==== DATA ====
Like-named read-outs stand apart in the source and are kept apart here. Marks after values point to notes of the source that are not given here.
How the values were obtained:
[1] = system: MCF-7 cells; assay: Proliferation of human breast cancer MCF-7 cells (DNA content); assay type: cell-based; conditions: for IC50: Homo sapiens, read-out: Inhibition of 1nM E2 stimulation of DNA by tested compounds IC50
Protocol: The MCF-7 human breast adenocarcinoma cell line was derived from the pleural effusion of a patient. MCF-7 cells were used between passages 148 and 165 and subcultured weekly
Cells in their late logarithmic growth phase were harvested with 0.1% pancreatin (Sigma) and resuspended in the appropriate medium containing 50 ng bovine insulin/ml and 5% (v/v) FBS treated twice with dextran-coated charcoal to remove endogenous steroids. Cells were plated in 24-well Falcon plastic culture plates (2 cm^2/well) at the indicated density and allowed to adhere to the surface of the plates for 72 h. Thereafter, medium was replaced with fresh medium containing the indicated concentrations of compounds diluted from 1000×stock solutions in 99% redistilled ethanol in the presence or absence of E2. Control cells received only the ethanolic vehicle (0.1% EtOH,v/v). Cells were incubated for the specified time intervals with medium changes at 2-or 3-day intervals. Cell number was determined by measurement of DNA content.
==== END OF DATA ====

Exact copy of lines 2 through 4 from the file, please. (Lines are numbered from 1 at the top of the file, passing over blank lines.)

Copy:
How the values were obtained:
[1] = system: MCF-7 cells; assay: Proliferation of human breast cancer MCF-7 cells (DNA content); assay type: cell-based; conditions: for IC50: Homo sapiens, read-out: Inhibition of 1nM E2 stimulation of DNA by tested compounds IC50
Protocol: The MCF-7 human breast adenocarcinoma cell line was derived from the pleural effusion of a patient. MCF-7 cells were used between passages 148 and 165 and subcultured weekly